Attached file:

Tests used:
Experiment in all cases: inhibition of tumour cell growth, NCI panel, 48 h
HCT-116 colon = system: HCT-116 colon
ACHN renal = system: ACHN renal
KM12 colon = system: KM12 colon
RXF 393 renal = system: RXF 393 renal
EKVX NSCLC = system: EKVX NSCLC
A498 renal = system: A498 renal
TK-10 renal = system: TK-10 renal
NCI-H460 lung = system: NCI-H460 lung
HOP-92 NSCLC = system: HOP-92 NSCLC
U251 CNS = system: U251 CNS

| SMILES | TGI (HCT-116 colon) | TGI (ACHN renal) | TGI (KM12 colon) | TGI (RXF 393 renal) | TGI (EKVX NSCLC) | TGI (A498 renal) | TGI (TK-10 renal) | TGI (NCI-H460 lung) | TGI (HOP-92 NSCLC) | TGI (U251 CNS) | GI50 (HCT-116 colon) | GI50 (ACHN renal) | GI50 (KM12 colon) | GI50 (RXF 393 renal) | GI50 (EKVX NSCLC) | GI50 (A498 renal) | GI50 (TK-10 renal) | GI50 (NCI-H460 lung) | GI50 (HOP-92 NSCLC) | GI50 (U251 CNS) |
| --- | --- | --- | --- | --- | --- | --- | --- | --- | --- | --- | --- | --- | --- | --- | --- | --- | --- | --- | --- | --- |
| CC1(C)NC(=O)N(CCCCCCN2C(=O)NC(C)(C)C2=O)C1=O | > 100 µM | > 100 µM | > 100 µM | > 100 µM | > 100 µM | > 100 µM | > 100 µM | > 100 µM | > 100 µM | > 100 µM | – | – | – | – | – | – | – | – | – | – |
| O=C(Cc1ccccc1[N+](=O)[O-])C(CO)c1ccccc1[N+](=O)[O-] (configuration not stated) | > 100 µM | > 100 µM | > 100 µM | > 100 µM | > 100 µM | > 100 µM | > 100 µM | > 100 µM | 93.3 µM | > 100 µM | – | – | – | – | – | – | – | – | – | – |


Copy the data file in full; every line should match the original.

Tests used:
Experiment in all cases: inhibition of tumour cell growth, NCI panel, 48 h
HCT-116 colon = system: HCT-116 colon
ACHN renal = system: ACHN renal
KM12 colon = system: KM12 colon
RXF 393 renal = system: RXF 393 renal
EKVX NSCLC = system: EKVX NSCLC
A498 renal = system: A498 renal
TK-10 renal = system: TK-10 renal
NCI-H460 lung = system: NCI-H460 lung
HOP-92 NSCLC = system: HOP-92 NSCLC
U251 CNS = system: U251 CNS

| SMILES | TGI (HCT-116 colon) | TGI (ACHN renal) | TGI (KM12 colon) | TGI (RXF 393 renal) | TGI (EKVX NSCLC) | TGI (A498 renal) | TGI (TK-10 renal) | TGI (NCI-H460 lung) | TGI (HOP-92 NSCLC) | TGI (U251 CNS) | GI50 (HCT-116 colon) | GI50 (ACHN renal) | GI50 (KM12 colon) | GI50 (RXF 393 renal) | GI50 (EKVX NSCLC) | GI50 (A498 renal) | GI50 (TK-10 renal) | GI50 (NCI-H460 lung) | GI50 (HOP-92 NSCLC) | GI50 (U251 CNS) |
| --- | --- | --- | --- | --- | --- | --- | --- | --- | --- | --- | --- | --- | --- | --- | --- | --- | --- | --- | --- | --- |
| CC1(C)NC(=O)N(CCCCCCN2C(=O)NC(C)(C)C2=O)C1=O | > 100 µM | > 100 µM | > 100 µM | > 100 µM | > 100 µM | > 100 µM | > 100 µM | > 100 µM | > 100 µM | > 100 µM | – | – | – | – | – | – | – | – | – | – |
| O=C(Cc1ccccc1[N+](=O)[O-])C(CO)c1ccccc1[N+](=O)[O-] (configuration not stated) | > 100 µM | > 100 µM | > 100 µM | > 100 µM | > 100 µM | > 100 µM | > 100 µM | > 100 µM | 93.3 µM | > 100 µM | – | – | – | – | – | – | – | – | – | – |